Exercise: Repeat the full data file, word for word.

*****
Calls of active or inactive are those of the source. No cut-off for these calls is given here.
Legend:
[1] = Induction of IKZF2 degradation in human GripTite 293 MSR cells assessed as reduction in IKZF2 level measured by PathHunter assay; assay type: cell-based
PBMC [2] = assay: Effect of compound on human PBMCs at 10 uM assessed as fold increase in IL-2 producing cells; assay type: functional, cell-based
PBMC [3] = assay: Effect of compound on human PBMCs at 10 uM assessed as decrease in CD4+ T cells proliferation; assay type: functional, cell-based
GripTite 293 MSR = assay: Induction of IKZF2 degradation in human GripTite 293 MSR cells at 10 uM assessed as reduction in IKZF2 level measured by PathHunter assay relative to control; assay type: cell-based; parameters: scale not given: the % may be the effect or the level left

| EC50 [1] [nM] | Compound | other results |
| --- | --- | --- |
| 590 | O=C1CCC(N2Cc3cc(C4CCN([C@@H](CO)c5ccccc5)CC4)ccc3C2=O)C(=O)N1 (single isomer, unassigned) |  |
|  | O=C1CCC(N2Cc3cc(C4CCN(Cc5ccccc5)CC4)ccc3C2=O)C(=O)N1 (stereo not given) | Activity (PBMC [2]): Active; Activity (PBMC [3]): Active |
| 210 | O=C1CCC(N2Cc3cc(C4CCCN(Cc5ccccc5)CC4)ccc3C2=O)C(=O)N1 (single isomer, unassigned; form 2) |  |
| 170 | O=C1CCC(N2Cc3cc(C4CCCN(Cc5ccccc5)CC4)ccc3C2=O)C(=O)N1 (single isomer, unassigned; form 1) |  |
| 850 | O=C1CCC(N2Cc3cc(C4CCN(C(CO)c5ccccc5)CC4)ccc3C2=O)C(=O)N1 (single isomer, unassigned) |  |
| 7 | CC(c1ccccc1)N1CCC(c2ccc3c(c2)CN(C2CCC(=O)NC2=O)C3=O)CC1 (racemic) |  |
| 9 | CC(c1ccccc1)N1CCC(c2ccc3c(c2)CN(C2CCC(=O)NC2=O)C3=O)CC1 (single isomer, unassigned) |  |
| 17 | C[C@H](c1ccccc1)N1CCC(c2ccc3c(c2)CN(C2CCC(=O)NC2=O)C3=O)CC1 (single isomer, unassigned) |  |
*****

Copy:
Calls of active or inactive are those of the source. No cut-off for these calls is given here.
Legend:
[1] = Induction of IKZF2 degradation in human GripTite 293 MSR cells assessed as reduction in IKZF2 level measured by PathHunter assay; assay type: cell-based
PBMC [2] = assay: Effect of compound on human PBMCs at 10 uM assessed as fold increase in IL-2 producing cells; assay type: functional, cell-based
PBMC [3] = assay: Effect of compound on human PBMCs at 10 uM assessed as decrease in CD4+ T cells proliferation; assay type: functional, cell-based
GripTite 293 MSR = assay: Induction of IKZF2 degradation in human GripTite 293 MSR cells at 10 uM assessed as reduction in IKZF2 level measured by PathHunter assay relative to control; assay type: cell-based; parameters: scale not given: the % may be the effect or the level left

| EC50 [1] [nM] | Compound | other results |
| --- | --- | --- |
| 590 | O=C1CCC(N2Cc3cc(C4CCN([C@@H](CO)c5ccccc5)CC4)ccc3C2=O)C(=O)N1 (single isomer, unassigned) |  |
|  | O=C1CCC(N2Cc3cc(C4CCN(Cc5ccccc5)CC4)ccc3C2=O)C(=O)N1 (stereo not given) | Activity (PBMC [2]): Active; Activity (PBMC [3]): Active |
| 210 | O=C1CCC(N2Cc3cc(C4CCCN(Cc5ccccc5)CC4)ccc3C2=O)C(=O)N1 (single isomer, unassigned; form 2) |  |
| 170 | O=C1CCC(N2Cc3cc(C4CCCN(Cc5ccccc5)CC4)ccc3C2=O)C(=O)N1 (single isomer, unassigned; form 1) |  |
| 850 | O=C1CCC(N2Cc3cc(C4CCN(C(CO)c5ccccc5)CC4)ccc3C2=O)C(=O)N1 (single isomer, unassigned) |  |
| 7 | CC(c1ccccc1)N1CCC(c2ccc3c(c2)CN(C2CCC(=O)NC2=O)C3=O)CC1 (racemic) |  |
| 9 | CC(c1ccccc1)N1CCC(c2ccc3c(c2)CN(C2CCC(=O)NC2=O)C3=O)CC1 (single isomer, unassigned) |  |
| 17 | C[C@H](c1ccccc1)N1CCC(c2ccc3c(c2)CN(C2CCC(=O)NC2=O)C3=O)CC1 (single isomer, unassigned) |  |